High Energy Physics
Research is conducted on the fundamental structure of matter at the level of elementary particles and their interactions as a central theme, with implications for the understanding of the atomic nuclei and cosmology in the study of the origin and evolution of the universe. The investigation relates to the origin of mass, the asymmetry between matter and antimatter in the universe, the composition of dark matter and the source of the accelerated expansion of the universe: dark energy. The research is experimental, theoretical and phenomenological but it is also applied: High energy particle detectors are used for the production of biomedical images.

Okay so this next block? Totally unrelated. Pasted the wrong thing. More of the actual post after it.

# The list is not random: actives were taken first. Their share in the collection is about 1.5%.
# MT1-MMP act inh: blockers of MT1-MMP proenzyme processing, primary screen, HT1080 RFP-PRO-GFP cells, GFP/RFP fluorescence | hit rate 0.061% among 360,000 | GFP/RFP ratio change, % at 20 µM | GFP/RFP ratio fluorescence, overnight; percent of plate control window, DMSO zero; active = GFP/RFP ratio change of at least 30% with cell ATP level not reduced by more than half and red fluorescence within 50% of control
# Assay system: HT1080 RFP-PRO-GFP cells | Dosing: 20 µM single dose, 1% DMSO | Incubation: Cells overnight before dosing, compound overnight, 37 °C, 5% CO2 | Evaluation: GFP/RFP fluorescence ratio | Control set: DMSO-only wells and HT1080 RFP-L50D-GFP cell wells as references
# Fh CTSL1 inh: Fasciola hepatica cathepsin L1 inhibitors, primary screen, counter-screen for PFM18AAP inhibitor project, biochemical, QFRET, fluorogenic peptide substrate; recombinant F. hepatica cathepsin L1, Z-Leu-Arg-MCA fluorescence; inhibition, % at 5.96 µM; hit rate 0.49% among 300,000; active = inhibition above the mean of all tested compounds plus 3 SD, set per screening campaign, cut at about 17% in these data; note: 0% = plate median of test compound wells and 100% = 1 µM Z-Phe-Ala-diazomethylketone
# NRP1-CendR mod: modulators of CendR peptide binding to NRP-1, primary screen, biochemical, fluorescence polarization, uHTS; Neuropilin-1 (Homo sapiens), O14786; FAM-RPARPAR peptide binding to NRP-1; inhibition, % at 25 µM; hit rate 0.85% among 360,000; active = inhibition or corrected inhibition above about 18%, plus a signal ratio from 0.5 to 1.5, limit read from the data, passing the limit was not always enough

Since 1988, the group works with the largest particle accelerators, the Tevatron of Fermilab (Batavia, Illinois, USA) and since 2006 also with the Large Hadron Collider (LHC) from CERN Laboratory (Geneva, Switzerland). At Fermilab, the group is an active member of the international collaboration D-Zero, with which it participated in the 1995 discovery of the quark top, and is now studying diffractive physics processes, about the possible existence of the pomeron particle. In the CERN Laboratory, as a member of the Compact Muon Solenoid Experiment (CMS), the group investigates the search for supersymmetric particles, including neutraline candidates for constituents of dark matter in the Universe. For the analysis of data from the experiments, we use the largest computer network in the world, the GRID with GRID-Uniandes infrastructure, started at the Physics Department. In the High Energy Laboratory at Universidad de Los Andes in Bogota, we work with X-rays and high resolution pixel silicon detectors for the production of biomedical imaging, radiographies and high resolution scans to the scale of micrometers. Since 2008 the group is a member of the Collaboration Medipix3 of the CERN Laboratory, which develops the most advanced semiconductor pixel detectors.